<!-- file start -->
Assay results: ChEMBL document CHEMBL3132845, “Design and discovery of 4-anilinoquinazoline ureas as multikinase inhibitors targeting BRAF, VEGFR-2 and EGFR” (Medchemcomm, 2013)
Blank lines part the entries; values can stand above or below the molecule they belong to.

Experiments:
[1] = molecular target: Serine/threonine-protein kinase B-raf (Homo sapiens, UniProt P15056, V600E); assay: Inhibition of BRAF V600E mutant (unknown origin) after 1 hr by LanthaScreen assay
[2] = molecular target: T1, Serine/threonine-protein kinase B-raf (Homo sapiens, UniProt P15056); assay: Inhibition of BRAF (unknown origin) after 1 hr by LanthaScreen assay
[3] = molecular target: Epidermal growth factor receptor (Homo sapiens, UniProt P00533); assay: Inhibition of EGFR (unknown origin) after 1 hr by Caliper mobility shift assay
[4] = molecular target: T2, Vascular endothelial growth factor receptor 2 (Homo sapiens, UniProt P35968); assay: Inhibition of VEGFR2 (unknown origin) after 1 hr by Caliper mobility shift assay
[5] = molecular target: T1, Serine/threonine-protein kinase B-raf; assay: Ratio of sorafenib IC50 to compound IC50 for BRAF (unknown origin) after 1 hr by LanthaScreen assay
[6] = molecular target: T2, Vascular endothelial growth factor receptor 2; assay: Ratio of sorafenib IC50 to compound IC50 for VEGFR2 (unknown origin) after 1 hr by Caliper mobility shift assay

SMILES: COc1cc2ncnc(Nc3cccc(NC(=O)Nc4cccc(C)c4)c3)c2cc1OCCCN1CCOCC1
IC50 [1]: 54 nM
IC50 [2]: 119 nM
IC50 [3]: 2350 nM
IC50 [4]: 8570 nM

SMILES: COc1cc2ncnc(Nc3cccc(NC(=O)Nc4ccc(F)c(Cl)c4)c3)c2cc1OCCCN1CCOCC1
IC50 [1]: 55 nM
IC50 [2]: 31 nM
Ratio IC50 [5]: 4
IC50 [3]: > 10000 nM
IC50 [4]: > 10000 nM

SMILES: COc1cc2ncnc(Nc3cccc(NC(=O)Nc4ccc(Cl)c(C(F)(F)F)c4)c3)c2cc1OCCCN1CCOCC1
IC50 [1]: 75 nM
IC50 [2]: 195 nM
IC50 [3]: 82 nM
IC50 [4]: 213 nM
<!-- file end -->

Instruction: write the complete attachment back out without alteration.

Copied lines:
Assay results: ChEMBL document CHEMBL3132845, “Design and discovery of 4-anilinoquinazoline ureas as multikinase inhibitors targeting BRAF, VEGFR-2 and EGFR” (Medchemcomm, 2013)
Blank lines part the entries; values can stand above or below the molecule they belong to.

Experiments:
[1] = molecular target: Serine/threonine-protein kinase B-raf (Homo sapiens, UniProt P15056, V600E); assay: Inhibition of BRAF V600E mutant (unknown origin) after 1 hr by LanthaScreen assay
[2] = molecular target: T1, Serine/threonine-protein kinase B-raf (Homo sapiens, UniProt P15056); assay: Inhibition of BRAF (unknown origin) after 1 hr by LanthaScreen assay
[3] = molecular target: Epidermal growth factor receptor (Homo sapiens, UniProt P00533); assay: Inhibition of EGFR (unknown origin) after 1 hr by Caliper mobility shift assay
[4] = molecular target: T2, Vascular endothelial growth factor receptor 2 (Homo sapiens, UniProt P35968); assay: Inhibition of VEGFR2 (unknown origin) after 1 hr by Caliper mobility shift assay
[5] = molecular target: T1, Serine/threonine-protein kinase B-raf; assay: Ratio of sorafenib IC50 to compound IC50 for BRAF (unknown origin) after 1 hr by LanthaScreen assay
[6] = molecular target: T2, Vascular endothelial growth factor receptor 2; assay: Ratio of sorafenib IC50 to compound IC50 for VEGFR2 (unknown origin) after 1 hr by Caliper mobility shift assay

SMILES: COc1cc2ncnc(Nc3cccc(NC(=O)Nc4cccc(C)c4)c3)c2cc1OCCCN1CCOCC1
IC50 [1]: 54 nM
IC50 [2]: 119 nM
IC50 [3]: 2350 nM
IC50 [4]: 8570 nM

SMILES: COc1cc2ncnc(Nc3cccc(NC(=O)Nc4ccc(F)c(Cl)c4)c3)c2cc1OCCCN1CCOCC1
IC50 [1]: 55 nM
IC50 [2]: 31 nM
Ratio IC50 [5]: 4
IC50 [3]: > 10000 nM
IC50 [4]: > 10000 nM

SMILES: COc1cc2ncnc(Nc3cccc(NC(=O)Nc4ccc(Cl)c(C(F)(F)F)c4)c3)c2cc1OCCCN1CCOCC1
IC50 [1]: 75 nM
IC50 [2]: 195 nM
IC50 [3]: 82 nM
IC50 [4]: 213 nM